Mark Kelly on 2017 and the Future of (humans on) Planet Earth

Harvey Life And Death Of A Storm
Image credit: NASA/NOAA GOES Project. Photo of our unique home captured from space on Sept. 2, 2017. Hurricane Irma is visible near the middle of the Atlantic Ocean tracking west. Irma would later traverse unusually warm surface waters greater than 86 degrees F, setting multiple records for intensity, time at high intensity, and intensity at its landfall on a multitude of Caribbean islands and Florida, where it reached an uncommon size twice the width of that state.

I highly recommend this short article, published this week, by Mark Kelly. A retired naval aviator and combat veteran, Mark made two deployments to the Persian Gulf and flew 39 combat missions as part of Operation Desert Storm. He then became a NASA astronaut and served as either pilot or commander of 4 space shuttle missions. As such, he has the rare perspective of having been in a position to look down upon the whole Earth during a total of 854 orbits over 54 days in space during the decade between 2001 and 2011.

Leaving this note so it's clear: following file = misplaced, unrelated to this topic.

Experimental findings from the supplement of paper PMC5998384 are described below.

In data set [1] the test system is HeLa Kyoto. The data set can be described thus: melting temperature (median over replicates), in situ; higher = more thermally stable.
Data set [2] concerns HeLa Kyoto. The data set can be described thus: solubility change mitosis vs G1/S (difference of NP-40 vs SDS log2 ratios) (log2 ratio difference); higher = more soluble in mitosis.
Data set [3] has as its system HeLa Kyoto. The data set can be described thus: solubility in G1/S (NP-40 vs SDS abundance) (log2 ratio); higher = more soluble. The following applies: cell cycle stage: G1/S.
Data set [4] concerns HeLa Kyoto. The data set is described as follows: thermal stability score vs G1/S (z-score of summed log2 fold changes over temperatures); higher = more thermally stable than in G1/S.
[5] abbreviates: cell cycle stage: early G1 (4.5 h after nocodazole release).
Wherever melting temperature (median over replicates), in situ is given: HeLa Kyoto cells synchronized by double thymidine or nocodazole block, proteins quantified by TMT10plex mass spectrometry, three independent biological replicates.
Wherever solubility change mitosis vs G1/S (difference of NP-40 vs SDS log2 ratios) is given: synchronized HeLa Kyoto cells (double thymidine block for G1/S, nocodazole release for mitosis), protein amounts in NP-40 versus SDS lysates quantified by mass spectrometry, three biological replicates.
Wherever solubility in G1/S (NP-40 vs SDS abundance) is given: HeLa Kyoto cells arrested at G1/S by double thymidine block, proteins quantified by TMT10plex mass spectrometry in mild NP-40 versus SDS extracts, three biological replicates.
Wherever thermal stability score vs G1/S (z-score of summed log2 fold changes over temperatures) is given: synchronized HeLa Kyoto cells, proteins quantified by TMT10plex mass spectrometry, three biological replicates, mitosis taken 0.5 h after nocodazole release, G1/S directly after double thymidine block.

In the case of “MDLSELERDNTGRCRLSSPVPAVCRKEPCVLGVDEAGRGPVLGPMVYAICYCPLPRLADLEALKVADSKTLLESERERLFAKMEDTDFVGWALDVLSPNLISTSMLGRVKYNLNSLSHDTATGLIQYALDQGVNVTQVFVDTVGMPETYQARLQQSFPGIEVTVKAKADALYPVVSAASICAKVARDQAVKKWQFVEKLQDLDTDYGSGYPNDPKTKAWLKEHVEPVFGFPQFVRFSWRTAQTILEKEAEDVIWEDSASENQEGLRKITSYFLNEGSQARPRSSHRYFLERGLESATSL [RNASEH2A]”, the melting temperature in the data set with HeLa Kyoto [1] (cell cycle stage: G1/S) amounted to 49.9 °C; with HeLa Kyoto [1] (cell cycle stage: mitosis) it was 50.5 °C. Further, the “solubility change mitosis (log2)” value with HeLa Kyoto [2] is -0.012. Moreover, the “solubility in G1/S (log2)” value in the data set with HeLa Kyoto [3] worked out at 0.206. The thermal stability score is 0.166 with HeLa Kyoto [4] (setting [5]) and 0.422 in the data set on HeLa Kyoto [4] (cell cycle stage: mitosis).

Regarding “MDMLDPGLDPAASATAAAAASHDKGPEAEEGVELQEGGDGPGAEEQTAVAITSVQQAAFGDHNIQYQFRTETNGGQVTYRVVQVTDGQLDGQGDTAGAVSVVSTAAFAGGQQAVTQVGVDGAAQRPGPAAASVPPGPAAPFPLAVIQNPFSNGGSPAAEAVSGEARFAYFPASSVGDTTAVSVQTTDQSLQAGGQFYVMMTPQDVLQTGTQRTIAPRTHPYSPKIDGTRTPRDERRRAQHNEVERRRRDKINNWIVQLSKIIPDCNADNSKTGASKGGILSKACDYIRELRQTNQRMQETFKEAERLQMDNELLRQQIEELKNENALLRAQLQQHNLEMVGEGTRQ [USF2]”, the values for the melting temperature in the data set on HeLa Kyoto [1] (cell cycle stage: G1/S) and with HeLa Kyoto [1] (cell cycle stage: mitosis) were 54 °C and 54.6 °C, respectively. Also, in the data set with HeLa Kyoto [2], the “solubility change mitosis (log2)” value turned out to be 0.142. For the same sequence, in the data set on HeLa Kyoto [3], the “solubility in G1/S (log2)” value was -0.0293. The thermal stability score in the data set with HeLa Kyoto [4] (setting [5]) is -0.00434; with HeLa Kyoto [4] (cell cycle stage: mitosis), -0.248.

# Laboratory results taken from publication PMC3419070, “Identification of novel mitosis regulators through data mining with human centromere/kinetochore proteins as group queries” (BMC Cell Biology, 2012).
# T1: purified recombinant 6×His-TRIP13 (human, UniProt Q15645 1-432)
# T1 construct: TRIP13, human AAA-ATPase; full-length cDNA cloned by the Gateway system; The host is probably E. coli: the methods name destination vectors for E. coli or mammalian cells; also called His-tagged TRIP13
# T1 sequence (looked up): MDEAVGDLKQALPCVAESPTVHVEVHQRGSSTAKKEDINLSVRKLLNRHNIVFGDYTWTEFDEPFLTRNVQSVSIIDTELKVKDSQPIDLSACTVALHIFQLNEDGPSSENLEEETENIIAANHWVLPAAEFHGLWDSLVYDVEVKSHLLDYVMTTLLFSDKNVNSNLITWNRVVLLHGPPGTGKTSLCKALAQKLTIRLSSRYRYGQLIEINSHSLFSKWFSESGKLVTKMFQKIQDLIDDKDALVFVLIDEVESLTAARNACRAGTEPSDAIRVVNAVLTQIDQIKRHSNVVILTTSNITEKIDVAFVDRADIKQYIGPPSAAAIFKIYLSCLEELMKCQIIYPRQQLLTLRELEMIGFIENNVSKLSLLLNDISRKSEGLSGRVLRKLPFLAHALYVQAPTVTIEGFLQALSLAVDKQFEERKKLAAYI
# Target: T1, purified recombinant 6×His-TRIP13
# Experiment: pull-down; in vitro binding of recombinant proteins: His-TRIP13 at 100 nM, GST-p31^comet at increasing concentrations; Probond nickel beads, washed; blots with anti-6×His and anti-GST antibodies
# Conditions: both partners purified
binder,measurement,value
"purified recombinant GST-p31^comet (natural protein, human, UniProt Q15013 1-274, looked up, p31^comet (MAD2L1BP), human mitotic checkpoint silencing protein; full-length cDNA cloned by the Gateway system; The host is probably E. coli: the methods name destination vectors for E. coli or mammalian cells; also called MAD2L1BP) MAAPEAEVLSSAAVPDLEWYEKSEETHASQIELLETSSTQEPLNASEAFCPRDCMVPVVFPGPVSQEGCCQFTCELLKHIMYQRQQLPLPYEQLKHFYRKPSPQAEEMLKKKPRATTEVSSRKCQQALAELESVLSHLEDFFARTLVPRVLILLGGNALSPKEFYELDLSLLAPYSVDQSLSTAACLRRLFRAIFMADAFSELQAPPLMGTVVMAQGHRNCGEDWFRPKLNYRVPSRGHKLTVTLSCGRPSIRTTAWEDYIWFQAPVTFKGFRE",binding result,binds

Mark is an American patriot by any reckoning, and he has had an extraordinary opportunity to observe and contemplate our unique planet. I should think folks of any political persuasion would be interested in reading his reflections on 2017.

As we all reflect on the past year, I encourage you to read his article.

“Don’t worry about the planet, the Earth will be just fine. What you need to worry about is us — all of us. …we must lead the way in solving this problem. If we don’t do this, who will?”

-Captain Mark Kelly, retired naval aviator, combat veteran, and astronaut, 2017


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